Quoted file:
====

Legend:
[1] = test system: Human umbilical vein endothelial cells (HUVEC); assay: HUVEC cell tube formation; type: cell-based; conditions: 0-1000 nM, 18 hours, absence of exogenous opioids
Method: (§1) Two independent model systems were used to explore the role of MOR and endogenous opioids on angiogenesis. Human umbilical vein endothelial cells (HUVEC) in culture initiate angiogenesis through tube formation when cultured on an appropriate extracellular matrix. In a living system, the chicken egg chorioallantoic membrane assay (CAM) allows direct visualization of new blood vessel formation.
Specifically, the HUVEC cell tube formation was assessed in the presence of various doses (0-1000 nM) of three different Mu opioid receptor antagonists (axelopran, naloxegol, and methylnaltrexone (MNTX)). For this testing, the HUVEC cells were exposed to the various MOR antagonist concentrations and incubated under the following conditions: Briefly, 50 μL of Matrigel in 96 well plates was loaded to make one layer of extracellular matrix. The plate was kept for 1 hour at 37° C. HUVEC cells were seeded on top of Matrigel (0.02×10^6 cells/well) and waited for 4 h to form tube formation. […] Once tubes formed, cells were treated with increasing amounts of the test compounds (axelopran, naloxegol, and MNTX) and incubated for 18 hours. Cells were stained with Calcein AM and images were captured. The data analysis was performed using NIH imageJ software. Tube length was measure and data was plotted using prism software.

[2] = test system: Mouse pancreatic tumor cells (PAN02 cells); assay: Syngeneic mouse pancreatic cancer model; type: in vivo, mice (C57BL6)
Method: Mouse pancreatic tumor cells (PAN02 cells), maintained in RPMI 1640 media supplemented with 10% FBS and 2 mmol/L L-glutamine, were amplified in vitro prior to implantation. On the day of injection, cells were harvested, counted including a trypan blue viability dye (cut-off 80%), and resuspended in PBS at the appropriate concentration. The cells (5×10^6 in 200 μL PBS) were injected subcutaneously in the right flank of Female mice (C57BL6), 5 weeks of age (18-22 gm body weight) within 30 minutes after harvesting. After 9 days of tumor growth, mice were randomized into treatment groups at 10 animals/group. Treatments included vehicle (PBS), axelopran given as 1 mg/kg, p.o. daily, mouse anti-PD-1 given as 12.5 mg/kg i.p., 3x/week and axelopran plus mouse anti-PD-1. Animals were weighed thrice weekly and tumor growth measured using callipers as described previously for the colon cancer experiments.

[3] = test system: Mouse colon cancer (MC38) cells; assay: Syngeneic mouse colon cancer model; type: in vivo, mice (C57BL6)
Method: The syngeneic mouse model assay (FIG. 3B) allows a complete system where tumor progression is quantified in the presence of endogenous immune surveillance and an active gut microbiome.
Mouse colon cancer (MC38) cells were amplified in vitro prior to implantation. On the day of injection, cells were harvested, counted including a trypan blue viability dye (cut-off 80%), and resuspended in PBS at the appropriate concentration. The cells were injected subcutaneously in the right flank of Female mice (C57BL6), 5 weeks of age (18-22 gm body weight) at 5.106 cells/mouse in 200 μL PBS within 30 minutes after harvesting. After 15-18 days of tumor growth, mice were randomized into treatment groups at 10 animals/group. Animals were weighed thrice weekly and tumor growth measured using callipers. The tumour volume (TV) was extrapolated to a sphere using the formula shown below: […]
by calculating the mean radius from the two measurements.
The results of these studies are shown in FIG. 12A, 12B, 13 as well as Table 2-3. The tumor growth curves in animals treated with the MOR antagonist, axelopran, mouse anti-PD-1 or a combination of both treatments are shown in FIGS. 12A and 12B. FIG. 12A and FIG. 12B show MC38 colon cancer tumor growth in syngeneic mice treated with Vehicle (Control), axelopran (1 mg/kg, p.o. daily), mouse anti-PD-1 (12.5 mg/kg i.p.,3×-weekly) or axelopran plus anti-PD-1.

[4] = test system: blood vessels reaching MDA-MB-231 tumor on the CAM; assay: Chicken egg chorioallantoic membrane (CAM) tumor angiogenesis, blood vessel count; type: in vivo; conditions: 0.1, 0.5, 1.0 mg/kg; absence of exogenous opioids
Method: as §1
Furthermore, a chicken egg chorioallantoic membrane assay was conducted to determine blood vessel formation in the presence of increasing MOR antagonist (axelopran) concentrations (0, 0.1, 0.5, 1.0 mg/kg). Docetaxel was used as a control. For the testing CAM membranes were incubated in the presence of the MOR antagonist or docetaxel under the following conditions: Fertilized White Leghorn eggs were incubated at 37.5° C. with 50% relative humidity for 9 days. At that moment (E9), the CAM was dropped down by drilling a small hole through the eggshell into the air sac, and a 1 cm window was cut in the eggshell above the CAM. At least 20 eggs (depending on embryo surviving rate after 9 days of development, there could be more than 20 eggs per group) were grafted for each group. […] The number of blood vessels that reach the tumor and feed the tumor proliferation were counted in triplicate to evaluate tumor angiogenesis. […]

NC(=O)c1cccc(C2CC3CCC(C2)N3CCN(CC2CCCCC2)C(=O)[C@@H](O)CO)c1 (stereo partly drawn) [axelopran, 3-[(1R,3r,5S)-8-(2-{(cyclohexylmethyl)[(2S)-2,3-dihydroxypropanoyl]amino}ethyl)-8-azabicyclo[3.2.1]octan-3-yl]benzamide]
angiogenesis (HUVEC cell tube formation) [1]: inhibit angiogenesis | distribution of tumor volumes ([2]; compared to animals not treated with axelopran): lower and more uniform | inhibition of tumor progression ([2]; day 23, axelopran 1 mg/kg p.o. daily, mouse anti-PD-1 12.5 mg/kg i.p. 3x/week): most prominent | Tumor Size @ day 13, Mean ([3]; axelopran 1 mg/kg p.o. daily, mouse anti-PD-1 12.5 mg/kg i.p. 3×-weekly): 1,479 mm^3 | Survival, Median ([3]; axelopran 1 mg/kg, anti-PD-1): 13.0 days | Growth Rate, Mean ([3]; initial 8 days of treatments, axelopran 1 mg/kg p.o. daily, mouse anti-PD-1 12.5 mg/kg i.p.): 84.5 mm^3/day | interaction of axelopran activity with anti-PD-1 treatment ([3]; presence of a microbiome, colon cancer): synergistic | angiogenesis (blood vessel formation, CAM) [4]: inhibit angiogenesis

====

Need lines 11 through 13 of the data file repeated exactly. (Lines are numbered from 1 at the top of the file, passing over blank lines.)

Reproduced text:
The results of these studies are shown in FIG. 12A, 12B, 13 as well as Table 2-3. The tumor growth curves in animals treated with the MOR antagonist, axelopran, mouse anti-PD-1 or a combination of both treatments are shown in FIGS. 12A and 12B. FIG. 12A and FIG. 12B show MC38 colon cancer tumor growth in syngeneic mice treated with Vehicle (Control), axelopran (1 mg/kg, p.o. daily), mouse anti-PD-1 (12.5 mg/kg i.p.,3×-weekly) or axelopran plus anti-PD-1.

[4] = test system: blood vessels reaching MDA-MB-231 tumor on the CAM; assay: Chicken egg chorioallantoic membrane (CAM) tumor angiogenesis, blood vessel count; type: in vivo; conditions: 0.1, 0.5, 1.0 mg/kg; absence of exogenous opioids
Method: as §1